Wednesday, March 12, 2014

Critter spottings and other sights on Yim Tin Tsai (Photo-essay)

One hot but sometimes overcast summer day, five friends and I headed boarded a kaido at Sai Kung pier that took us to Yim Tin Tsai, one of Hong Kong's more than 200 offshore islands. Formerly home to more than 1,000 villagers, no one lives there anymore.  But in recent years, people with ties to the island have helped turn it into a local tourism hot spot and when I suggested going on a trip to the island, more people decided they wanted to join the excursion than I expected!

Another unexpected outcome of the excursion -- which was far less hike than walk, really -- was our finding that Yim Tin Tsai was quite a bit smaller than we had thought it would be.  Consequently, we headed over to neighboring Kau Sai Chau -- which is connected to Yim Tin Tsai via a breakwater -- but our plan to also explore it were scuppered when we came across a "no entry" sign soon after setting foot on that larger island.

Even more disappointing was our finding, after getting back to Yim Tin Tsai, that its UNESCO award-winning St Joseph's Cathedral to be closed on a Sunday afternoon.  But even while our excursion turned out to be less interesting culturally than I expected, as the following photo-essay should show, it turned out to be pretty interesting as far as critter spottings went! ;b

Visitors disembarking from the kind of kaido 
that ferried us to and from Yim Tin Tsai

The "little salt fields" that gave the island its name
are now all abandoned and overgrown

Given up to nature, they're great places for spotting 
critters like this green grasshopper :)

 Crabs like the one pictured above also can be found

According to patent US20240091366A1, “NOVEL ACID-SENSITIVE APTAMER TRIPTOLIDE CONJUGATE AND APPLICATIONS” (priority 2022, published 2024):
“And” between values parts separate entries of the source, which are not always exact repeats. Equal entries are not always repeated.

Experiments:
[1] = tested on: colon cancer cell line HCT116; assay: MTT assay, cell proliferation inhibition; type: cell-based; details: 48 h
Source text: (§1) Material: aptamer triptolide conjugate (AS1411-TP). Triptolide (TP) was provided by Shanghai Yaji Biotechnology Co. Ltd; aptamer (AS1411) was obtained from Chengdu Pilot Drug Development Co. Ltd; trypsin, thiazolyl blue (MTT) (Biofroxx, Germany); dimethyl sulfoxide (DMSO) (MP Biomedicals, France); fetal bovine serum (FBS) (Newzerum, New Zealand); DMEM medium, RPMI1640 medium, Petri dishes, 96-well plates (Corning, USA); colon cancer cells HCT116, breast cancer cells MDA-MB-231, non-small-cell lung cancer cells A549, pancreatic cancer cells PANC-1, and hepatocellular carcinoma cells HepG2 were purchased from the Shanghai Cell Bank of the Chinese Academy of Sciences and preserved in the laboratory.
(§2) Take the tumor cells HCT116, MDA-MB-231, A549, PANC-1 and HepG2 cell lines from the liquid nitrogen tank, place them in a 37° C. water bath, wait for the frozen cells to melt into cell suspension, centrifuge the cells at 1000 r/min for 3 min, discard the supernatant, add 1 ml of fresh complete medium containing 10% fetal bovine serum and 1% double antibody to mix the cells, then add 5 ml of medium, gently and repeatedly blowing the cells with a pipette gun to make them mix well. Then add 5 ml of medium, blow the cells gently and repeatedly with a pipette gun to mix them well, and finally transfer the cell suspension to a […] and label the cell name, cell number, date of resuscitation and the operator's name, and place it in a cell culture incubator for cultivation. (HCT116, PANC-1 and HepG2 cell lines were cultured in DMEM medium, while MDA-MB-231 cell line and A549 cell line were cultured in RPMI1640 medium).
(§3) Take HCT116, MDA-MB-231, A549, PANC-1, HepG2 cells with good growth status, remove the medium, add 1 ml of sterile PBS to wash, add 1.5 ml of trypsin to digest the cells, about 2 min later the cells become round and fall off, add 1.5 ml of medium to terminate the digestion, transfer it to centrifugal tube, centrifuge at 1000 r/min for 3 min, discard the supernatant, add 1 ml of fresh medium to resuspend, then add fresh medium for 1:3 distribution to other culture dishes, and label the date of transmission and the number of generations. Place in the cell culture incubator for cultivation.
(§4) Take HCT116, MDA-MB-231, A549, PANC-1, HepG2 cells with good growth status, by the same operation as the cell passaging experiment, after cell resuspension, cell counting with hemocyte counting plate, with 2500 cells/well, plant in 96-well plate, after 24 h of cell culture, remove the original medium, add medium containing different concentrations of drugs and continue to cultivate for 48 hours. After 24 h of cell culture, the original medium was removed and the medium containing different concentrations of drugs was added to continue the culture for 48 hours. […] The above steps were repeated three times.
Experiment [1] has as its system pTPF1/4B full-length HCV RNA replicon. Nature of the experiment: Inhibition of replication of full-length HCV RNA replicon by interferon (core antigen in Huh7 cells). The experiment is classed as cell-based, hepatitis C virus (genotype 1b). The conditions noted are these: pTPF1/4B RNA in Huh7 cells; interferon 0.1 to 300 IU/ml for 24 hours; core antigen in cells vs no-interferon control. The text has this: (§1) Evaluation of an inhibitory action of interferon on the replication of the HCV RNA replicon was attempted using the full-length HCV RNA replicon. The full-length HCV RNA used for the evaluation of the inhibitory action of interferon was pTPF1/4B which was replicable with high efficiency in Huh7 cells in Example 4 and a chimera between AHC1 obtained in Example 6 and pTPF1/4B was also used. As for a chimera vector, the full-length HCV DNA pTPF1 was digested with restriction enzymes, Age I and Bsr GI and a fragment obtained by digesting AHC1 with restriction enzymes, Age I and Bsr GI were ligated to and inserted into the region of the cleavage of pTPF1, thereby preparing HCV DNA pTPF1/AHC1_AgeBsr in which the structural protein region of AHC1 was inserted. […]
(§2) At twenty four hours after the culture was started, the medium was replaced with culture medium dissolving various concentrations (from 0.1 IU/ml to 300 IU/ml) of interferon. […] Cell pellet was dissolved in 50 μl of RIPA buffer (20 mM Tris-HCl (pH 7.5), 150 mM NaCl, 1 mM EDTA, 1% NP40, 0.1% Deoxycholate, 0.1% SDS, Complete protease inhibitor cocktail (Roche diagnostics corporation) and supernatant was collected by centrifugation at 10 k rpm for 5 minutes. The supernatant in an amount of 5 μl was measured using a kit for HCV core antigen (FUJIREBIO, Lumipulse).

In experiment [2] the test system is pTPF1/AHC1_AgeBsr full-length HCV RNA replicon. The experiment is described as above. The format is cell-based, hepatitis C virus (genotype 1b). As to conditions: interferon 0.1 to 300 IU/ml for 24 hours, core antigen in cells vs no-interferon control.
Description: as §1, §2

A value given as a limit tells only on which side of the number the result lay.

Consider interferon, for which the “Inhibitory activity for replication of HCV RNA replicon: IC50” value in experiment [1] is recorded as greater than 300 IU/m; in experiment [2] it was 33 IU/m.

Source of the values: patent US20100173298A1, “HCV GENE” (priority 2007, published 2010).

in that part of Yim Tin Tsai 

 The breakwater we hoped would lead us to vaster space
to explore, but didn't... :S

Going along this green path proved 
more fruitful sights-wise

A small butterfly on a flower that really wasn't that big! ;)

And dig this long-legged spider! :b

3 comments:

Mike said...

Beautiful pics. Waiting for butterflies to come back to Iowa!

Bill said...

Hi Yvonne,

These are interesting photos, showing that you don't have to hike up mountains or see spectacular vistas for a locale to impress itself in one's mind.

The photo of the "green path" is haunting because the green-covered walls(moss?) show nature reclaiming the village...The photo of the silver butterfly is very regal looking, worthy of a place with the best of the insect photos in your archive.

However, it is the top photo of the kaito that I really like. These smaller ferry-shuttles that ply the coastal waters of Hong Kong, have an endearing charm that I find almost human. I would like to find a documentary about a day in the life of a kaito.

Bill

YTSL said...

Hi Mike --

I'm hoping the weather will soon be more conducive to butterflies here in Hong Kong too! Feel sad to have seen quite a few dead butterflies that came out too early on recent hikes... ;S

Hi Bill --

I get the feeling that you enjoy going on ferries and kaidos. Next them you visit Hong Kong, you should make it your mission to check out as many as you can! ;b

And yes, nature's definitely reclaiming much of Yim Tin Tsai.